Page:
Metabolic syndrome is becoming more and more common in the United States. Researchers are not sure whether the syndrome is due to one single cause, but all of the risks for the syndrome are related to obesity.
The two most important risk factors for metabolic syndrome are:
Extra weight around the middle and upper parts of the body (central obesity). The body may be described as "apple-shaped."
Insulin resistance. The the body uses insulin less effectively than normal. Insulin is needed to help control the amount of sugar in the body. As a result, blood sugar and fat levels rise.
Other risk factors include:
Genes that make you more likely to develop this condition
Lack of exercise
People who have metabolic syndrome often have two other problems that can either cause the condition or make it worse:
Excess blood clotting
Increased levels of blood substances that are a sign of inflammation throughout the body
Signs and tests
Metabolic syndrome is present if you have three or more of the following signs:
Blood pressure equal to or higher than 130/85 mmHg
Fasting blood sugar (glucose) equal to or higher than 100 mg/dL
Large waist circumference (length around the waist):
Men - 40 inches or more
Women - 35 inches or more
Low HDL cholesterol:
Men - under 40 mg/dL
Women - under 50 mg/dL
Triglycerides equal to or higher than 150 mg/dL
The goal of treatment is to reduce your risk of heart disease and diabetes.
Your doctor will recommend lifestyle changes or medicines to help reduce your blood pressure, LDL cholesterol, and blood sugar.
Lose weight. The goal is to lose between 7% and 10% of your current weight. You will probably need to eat 500 - 1,000 fewer calories per day.
Get 30 minutes of moderate intensity exercise, such as walking, 5 - 7 days per week.
Lower your cholesterol using weight loss, exercise, and cholesterol lowering medicines, if needed.
Lower your blood pressure using weight loss, exercise, and medicine, if needed.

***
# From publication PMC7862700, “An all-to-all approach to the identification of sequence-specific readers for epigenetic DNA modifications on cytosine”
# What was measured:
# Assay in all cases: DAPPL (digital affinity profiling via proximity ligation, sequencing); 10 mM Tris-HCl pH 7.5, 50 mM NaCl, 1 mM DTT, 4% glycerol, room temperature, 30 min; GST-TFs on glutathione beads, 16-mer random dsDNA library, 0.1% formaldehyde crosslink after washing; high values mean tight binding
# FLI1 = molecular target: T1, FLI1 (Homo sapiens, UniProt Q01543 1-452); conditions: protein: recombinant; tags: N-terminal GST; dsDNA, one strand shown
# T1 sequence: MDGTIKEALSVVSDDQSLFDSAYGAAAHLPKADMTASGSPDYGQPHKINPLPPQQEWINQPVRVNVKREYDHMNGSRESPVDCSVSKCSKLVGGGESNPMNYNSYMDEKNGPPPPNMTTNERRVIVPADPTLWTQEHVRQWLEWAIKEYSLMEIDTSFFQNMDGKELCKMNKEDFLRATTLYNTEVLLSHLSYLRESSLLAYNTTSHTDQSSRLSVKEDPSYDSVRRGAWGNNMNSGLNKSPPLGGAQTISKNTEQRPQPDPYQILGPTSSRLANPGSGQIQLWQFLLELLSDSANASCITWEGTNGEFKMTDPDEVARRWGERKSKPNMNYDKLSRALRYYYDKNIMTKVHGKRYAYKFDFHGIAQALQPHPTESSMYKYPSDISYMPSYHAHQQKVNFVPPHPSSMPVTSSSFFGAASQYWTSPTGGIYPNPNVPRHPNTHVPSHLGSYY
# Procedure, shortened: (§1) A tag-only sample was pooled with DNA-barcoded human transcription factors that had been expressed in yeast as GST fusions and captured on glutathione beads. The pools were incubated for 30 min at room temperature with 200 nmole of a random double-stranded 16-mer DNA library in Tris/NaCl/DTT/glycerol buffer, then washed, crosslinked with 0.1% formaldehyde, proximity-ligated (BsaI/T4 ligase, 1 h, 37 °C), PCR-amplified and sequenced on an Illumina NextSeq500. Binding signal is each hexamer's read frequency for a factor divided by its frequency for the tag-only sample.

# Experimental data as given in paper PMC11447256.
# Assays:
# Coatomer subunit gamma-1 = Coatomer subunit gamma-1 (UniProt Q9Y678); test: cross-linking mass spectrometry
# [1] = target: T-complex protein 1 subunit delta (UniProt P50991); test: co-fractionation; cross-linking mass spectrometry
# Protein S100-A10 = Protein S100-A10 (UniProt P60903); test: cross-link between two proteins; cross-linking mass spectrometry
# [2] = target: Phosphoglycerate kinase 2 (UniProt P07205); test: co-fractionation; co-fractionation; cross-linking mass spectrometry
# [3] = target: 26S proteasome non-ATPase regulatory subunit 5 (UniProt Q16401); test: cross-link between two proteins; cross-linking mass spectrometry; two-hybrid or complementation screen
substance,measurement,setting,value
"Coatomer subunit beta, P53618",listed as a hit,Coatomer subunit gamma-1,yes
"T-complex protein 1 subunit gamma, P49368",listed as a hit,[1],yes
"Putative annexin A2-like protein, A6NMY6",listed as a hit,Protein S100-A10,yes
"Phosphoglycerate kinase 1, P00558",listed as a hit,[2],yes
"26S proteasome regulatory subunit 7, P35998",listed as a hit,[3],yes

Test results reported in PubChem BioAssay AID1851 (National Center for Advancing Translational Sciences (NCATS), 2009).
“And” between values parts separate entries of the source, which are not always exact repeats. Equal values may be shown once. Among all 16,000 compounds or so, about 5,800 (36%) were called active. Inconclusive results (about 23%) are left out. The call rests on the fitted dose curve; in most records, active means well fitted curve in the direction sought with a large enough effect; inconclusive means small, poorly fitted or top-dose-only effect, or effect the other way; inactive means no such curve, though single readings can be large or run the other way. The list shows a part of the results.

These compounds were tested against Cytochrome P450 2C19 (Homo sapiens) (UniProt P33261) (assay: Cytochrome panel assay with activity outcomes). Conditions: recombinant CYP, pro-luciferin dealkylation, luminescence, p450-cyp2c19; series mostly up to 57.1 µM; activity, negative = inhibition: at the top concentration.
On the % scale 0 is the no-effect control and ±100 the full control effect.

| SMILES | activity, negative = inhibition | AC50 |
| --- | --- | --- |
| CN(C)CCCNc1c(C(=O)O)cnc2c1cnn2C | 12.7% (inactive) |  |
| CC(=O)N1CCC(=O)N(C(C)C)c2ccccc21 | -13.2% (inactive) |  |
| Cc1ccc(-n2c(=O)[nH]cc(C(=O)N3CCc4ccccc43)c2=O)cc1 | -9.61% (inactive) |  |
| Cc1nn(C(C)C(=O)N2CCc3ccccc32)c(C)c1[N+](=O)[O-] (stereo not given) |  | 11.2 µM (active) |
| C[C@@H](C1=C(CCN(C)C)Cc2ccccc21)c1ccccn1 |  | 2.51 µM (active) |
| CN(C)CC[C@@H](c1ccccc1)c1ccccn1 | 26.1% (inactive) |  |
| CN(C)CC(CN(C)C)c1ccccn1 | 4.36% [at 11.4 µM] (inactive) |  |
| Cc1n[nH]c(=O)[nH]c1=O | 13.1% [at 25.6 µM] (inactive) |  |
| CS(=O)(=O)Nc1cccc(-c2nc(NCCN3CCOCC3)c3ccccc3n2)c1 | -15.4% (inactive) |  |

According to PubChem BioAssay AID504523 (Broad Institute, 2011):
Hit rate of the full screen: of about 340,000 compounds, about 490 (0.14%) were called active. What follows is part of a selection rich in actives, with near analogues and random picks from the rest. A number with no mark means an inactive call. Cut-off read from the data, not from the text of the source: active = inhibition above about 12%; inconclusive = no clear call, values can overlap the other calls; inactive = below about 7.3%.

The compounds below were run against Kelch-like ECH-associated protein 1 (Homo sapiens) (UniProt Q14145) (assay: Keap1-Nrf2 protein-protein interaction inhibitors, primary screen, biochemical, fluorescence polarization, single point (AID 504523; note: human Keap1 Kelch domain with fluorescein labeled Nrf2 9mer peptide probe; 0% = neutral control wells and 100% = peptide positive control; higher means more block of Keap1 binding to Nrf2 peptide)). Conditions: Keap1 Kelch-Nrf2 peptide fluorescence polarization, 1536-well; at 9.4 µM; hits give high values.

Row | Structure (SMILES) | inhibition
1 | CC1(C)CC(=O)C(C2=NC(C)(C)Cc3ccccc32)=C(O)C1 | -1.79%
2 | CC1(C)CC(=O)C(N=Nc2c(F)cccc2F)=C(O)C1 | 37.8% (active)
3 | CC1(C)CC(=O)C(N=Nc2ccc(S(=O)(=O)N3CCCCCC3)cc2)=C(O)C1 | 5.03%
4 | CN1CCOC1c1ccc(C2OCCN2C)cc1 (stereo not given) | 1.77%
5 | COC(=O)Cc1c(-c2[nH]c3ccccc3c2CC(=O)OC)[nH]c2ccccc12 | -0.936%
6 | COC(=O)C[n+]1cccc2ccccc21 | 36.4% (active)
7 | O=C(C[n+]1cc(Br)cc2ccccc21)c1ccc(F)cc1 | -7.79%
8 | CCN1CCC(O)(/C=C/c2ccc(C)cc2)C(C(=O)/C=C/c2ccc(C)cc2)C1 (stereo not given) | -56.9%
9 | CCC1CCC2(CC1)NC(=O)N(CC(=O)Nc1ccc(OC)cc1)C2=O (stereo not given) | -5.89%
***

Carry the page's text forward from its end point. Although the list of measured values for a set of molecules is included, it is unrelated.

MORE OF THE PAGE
Some people may benefit from daily low-dose aspirin.
People who smoke should quit.
People with metabolic syndrome have an increased long-term risk for developing heart disease, type 2 diabetes, stroke, kidney disease, and poor blood supply to the legs.
Calling your health care provider
Call your health care provider if you have signs or symptoms of this condition.
Alberti KG, Eckel RH, Grundy SM, Zimmet PZ, Cleeman JI, Donato KA, et al. Harmonizing the metabolic syndrome: a joint interim statement of the International Diabetes Federation Task Force on Epidemiology and Prevention: National Heart, Lung, and Blood Institute; American Heart Association; World Heart Federation; International Atherosclerosis Society; and International Association for the Study of Obesity. Circulation. 2009;120:1640-1645.
Rosenzweig JL, Ferrannini E, Grundy SM, Haffner Sm, Heine RJ, Horton ES, et al. Primary prevention of cardiovascular disease and type 2 diabetes in patients at metabolic risk: an Endocrine Society clinical practice guideline. J Clin Endocrinol Metab. 2008; 93:3671-3689.
David C. Dugdale, III, MD, Professor of Medicine, Division of General Medicine, Department of Medicine, University of Washington School of Medicine. Also reviewed by David Zieve, MD, MHA, Medical Director, A.D.A.M. Health Solutions, Ebix, Inc.